An Excerpt From Rachel Carson’s “Silent Spring”

Source: Biography

Silent Spring, Rachel Carson, 27 September, 1962

Through all these new, imaginative, and creative approaches to the problem of sharing our earth with other creatures there runs a constant theme, the awareness that we are dealing with life — with living populations and all their pressures and counter pressures, their surges, and recessions. Only by taking account of such life forces and by cautiously seeking to guide them into channels favorable to ourselves can we hope to achieve a reasonable accommodation between the insect hordes and ourselves.

The current vogue for poisons has failed utterly to take into account these most fundamental considerations. As crude a weapon as the cave man’s club, the chemical barrage has been hurled against the fabric of life -– a fabric on the one hand delicate and destructible, on the other miraculously tough and resilient, and capable of striking back in unexpected ways. These extraordinary capacities of life have been ignored by the practitioners of chemical control who have brought to their task no “high-minded orientation,” no humility before the vast forces with which they tamper.

The “control of nature” is a phrase conceived in arrogance, born of the Neanderthal age of biology and philosophy, when it was supposed that nature exists for the convenience of man. The concepts and practices of applied entomology for the most part date from that Stone Age of science. It is our alarming misfortune that so primitive a science has armed itself with the most modem and terrible weapons and that in turning them against the insects it has also turned them against the earth.

The book’s dedication:

To Albert Schweitzer who said,

“Man has lost the capacity to foresee and to forestall. He will end by destroying the earth.”

Cover of the first edition. Published 27 September 1962.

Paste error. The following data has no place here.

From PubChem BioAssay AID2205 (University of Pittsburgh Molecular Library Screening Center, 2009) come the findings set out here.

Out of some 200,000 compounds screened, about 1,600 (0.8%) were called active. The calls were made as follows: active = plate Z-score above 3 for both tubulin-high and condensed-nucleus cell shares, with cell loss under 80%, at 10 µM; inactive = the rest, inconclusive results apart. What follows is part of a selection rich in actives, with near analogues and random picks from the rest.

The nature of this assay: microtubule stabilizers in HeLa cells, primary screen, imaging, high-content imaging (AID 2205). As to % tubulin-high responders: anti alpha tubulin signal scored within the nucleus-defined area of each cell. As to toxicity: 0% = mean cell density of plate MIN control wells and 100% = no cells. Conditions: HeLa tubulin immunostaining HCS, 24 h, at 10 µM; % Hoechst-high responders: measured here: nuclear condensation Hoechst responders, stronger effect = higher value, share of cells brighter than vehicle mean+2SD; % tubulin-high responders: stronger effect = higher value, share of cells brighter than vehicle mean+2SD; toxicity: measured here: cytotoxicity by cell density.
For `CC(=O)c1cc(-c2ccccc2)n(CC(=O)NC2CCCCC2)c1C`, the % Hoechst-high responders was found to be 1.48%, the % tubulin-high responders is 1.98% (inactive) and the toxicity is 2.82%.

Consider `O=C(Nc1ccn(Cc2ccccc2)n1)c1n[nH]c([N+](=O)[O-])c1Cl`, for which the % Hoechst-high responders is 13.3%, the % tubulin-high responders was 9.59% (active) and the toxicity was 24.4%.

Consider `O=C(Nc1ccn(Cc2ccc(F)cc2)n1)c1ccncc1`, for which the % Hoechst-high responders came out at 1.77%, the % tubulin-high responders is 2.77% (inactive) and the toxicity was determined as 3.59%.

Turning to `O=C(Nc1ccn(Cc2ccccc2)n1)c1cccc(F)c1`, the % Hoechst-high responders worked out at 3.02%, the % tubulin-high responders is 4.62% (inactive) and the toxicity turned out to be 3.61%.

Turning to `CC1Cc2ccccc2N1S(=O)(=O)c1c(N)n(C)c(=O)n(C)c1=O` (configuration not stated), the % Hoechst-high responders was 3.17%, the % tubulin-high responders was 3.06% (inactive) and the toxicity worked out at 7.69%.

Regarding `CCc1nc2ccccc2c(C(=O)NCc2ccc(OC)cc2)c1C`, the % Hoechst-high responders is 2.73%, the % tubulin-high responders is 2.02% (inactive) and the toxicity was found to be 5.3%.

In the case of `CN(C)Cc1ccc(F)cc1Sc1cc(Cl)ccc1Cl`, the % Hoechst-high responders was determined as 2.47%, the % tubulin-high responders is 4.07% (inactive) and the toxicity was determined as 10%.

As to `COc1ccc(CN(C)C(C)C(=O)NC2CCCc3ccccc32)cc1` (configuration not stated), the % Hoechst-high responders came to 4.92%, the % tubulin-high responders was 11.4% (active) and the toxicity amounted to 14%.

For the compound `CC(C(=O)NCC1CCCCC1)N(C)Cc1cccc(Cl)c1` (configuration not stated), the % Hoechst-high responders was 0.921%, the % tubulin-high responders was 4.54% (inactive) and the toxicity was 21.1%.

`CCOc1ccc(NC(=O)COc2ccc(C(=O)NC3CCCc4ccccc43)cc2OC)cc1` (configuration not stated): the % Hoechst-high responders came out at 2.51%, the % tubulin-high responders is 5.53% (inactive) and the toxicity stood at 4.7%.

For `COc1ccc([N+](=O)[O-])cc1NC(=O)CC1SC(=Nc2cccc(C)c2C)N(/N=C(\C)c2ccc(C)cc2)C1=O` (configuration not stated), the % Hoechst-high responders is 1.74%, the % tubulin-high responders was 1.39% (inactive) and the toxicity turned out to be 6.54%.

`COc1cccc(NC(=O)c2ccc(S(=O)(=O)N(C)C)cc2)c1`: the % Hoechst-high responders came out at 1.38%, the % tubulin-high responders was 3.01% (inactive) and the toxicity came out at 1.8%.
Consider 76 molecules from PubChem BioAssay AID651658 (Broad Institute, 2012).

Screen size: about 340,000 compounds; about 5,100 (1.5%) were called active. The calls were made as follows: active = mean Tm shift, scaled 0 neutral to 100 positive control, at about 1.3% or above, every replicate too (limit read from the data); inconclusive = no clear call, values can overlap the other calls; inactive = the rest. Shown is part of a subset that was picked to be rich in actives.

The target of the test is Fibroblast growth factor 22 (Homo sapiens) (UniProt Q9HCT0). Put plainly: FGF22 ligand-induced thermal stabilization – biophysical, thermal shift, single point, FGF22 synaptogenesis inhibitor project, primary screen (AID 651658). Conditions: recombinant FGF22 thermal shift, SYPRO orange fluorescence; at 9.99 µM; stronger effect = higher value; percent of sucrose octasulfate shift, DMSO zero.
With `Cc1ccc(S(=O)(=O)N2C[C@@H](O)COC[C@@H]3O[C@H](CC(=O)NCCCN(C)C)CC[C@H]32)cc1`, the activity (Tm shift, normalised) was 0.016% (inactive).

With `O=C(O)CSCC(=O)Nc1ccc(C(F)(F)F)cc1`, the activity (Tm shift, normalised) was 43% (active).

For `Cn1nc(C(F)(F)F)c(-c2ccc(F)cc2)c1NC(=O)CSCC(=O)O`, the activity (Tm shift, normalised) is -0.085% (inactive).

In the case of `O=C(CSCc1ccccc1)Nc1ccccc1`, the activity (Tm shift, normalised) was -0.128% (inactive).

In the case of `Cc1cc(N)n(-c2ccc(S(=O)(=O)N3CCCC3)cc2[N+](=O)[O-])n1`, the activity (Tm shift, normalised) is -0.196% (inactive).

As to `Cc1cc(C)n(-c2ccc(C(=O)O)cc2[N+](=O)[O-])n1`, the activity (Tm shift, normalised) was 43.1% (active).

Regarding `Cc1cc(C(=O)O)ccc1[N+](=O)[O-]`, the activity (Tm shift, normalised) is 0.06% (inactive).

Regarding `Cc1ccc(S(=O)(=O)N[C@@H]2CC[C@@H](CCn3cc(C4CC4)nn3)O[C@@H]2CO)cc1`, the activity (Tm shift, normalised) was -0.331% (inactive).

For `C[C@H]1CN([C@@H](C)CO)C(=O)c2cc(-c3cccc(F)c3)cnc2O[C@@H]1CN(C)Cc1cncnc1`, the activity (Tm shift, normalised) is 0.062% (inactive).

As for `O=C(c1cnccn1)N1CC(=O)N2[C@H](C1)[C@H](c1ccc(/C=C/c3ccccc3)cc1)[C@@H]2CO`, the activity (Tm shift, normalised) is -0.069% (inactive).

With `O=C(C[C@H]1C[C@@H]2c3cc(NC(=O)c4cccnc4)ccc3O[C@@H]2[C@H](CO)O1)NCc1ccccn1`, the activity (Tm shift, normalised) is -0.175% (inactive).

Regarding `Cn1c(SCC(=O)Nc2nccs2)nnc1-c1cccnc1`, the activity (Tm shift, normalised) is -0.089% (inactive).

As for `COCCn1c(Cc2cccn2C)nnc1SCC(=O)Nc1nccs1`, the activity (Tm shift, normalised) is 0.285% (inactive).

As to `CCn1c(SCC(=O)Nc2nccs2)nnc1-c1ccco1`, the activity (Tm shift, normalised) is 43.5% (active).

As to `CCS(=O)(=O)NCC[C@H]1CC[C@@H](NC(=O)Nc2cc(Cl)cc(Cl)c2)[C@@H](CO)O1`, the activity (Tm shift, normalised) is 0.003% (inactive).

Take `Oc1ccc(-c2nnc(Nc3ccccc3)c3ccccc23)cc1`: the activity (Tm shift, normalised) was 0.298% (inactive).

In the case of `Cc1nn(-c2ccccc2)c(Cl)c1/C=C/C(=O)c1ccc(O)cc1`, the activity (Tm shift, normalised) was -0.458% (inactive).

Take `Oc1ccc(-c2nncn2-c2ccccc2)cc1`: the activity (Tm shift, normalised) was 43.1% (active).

Wikipedia:

Carson accused the chemical industry of spreading disinformation, and public officials of accepting the industry’s marketing claims unquestioningly.

Exactly 60 years ago. Has anything changed?

That We Think Carrots Improve Vision, Especially In The Dark, Was Borne From World War II Propaganda

And propaganda can be pretty powerful.

Do Carrots Really Help You See In The Dark?, BBC Science Focus, 2013

Yes and no. Carrots contain vitamin A, or retinol*, and this is required for your body to synthesise rhodopsin, which is the pigment in your eyes that operates in low-light conditions. If you have a vitamin A deficiency, you will develop nyctalopia or night blindness. Eating carrots would correct this and improve your night vision, but only to the point of an ordinary healthy person – it won’t ever let you see in complete darkness.

The idea that it might is due to a myth begun by the Air Ministry in World War II. To prevent the Germans finding out that Britain was using radar to intercept bombers on night raids, they issued press releases stating that British pilots were eating lots of carrots to give them exceptional night vision. This fooled the British public, as well as German High Command and an old wive’s tale was born.

* The carotenoids in carrots are not technically retinol, the body converts them to retinol as needed.

A World War II propaganda poster:

One of the many advertisements that appeared during WWII that encouraged the consumption of carrots for help seeing during the blackouts. Image courtesy of Flickr user US National Archives Bot

So, the Germans started eating carrots…

There are apocryphal tales that the Germans started feeding their own pilots carrots, as they thought there was some truth in it.

And Britons started eating carrots…

the British public generally believed that eating carrots would help them see better during the citywide blackouts.

And Americans did too.

That was one bit of war propaganda that worked because I just can’t let go of the notion that eating carrots improves vision. It probably doesn’t:

Although there is a grain of truth to the claim, most people will not experience positive changes in their vision from eating carrots unless they have a vitamin A deficiency.

Are Americans deficient? The NIH says, “vitamin A deficiency is uncommon in the U.S. population.”

And really, if it’s vitamin A we’re after, a half cup of boiled spinach has more vitamin A than a half cup of raw carrots. And a sweet potato has more than 3 times the vitamin A of those carrots. Amazing how effective propaganda can be.

Image and two quotes above from:
A WWII Propaganda Campaign Popularized the Myth That Carrots Help You See in the Dark, Smithsonian Magazine, 13 August 2013